Essays in Honour of Gabriele Müller-Oberhäuser
Edited By Simon Rosenberg and Sandra Simon
The Printed Acta Synodi Nationalis Dordrechti as a Networking Tool
Janika Bischof, Johannes a Lasco Bibliothek, Emden
Book gifts are important in creating and maintaining networks across borders. After the Synod of Dordt had concluded, presentation copies of the acts of the synod were sent to England. These gifts can be described as tools in the effort to strengthen the network of the Reformed faith in Europe.
A year after the Synod of Dordrecht concluded, presentation copies of the Acta Synodi Nationalis Dordrechti were sent to England to be presented to King James I, Prince Charles and Archbishop George Abbot. These gifts as well as the dedications in the printed editions of the Acta Synodi Nationalis can be seen as tools in the effort to strengthen the network of nations committed to the Reformed faith in Europe at the start of the seventeenth century. Presented and dedicated books played an important role in the context of establishing and strengthening networks across borders. Modern network theory can help the understanding of these interactions by giving us the terminology and tools to analyse these gifts and their place in a wider historic context.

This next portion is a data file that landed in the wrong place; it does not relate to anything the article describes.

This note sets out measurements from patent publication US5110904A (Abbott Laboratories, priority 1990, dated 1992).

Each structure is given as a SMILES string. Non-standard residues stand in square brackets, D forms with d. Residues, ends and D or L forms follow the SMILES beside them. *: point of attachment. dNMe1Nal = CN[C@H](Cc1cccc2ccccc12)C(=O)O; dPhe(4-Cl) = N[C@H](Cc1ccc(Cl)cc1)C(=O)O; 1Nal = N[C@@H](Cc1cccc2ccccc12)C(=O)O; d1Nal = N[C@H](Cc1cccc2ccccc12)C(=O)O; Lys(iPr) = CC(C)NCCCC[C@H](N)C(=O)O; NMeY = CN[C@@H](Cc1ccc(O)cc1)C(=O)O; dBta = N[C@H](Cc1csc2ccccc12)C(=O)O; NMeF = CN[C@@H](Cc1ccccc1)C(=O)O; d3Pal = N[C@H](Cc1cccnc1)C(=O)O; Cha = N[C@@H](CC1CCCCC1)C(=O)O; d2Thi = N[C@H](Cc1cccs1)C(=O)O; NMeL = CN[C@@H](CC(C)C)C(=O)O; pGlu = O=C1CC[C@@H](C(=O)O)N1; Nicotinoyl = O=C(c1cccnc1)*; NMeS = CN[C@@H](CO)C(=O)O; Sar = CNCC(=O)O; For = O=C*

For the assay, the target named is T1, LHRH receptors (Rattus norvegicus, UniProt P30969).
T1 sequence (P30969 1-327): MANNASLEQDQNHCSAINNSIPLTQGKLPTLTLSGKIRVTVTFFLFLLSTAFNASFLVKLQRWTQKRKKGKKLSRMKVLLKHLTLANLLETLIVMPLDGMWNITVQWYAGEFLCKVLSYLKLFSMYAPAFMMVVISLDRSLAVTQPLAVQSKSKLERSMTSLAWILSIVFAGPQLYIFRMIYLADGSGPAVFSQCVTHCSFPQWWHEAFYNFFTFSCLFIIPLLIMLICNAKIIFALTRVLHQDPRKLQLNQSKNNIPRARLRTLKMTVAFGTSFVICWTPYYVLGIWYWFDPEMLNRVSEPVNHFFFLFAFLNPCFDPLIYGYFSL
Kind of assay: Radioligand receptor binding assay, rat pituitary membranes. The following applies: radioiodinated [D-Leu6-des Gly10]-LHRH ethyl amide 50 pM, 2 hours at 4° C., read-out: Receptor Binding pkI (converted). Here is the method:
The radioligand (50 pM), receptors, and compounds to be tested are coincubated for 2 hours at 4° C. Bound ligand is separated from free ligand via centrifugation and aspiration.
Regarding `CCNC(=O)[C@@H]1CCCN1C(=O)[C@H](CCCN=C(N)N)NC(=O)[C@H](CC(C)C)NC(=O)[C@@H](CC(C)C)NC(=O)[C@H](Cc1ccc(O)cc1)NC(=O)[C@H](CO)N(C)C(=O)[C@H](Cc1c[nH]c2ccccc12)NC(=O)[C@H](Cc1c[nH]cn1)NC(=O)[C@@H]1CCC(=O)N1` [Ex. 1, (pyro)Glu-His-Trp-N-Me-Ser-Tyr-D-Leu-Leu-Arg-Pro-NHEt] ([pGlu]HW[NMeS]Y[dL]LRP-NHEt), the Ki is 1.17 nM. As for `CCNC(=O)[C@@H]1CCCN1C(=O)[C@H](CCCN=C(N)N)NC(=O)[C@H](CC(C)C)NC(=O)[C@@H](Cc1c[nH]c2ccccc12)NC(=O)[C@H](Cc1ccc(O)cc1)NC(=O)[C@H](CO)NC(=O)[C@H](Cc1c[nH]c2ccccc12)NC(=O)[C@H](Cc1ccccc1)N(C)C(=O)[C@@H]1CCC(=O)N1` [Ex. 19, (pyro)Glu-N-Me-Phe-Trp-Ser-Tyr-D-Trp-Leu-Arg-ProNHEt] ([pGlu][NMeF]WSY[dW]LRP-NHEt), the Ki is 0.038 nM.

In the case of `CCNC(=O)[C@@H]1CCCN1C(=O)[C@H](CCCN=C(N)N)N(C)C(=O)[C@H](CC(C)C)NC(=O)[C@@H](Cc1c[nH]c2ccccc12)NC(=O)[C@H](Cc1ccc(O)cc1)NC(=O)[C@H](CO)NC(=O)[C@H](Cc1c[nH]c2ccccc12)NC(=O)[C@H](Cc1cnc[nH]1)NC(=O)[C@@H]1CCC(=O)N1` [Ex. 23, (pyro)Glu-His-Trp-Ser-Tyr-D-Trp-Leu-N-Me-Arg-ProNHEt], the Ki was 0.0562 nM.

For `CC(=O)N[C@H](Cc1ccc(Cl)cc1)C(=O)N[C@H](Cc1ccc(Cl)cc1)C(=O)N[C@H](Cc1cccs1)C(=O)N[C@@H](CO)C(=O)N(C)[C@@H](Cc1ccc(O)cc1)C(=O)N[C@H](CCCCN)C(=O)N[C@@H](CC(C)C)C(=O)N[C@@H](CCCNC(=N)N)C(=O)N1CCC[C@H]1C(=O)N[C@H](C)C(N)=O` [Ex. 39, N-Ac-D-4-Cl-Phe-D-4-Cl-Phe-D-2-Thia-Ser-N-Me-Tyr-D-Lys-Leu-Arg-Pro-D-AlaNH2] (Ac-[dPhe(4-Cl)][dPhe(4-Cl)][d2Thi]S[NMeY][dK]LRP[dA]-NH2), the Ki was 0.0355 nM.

In November 1618, Protestants from across Northwestern Europe gathered in the small city of Dordrecht (also referred to as Dordt) in the Netherlands to settle a religious conflict on the doctrine of predestination within the Dutch Protestant Church. The controversy had started in 1602 as “a theological dispute between two professors of the university of Leiden, Jacobus Arminius and Franciscus...
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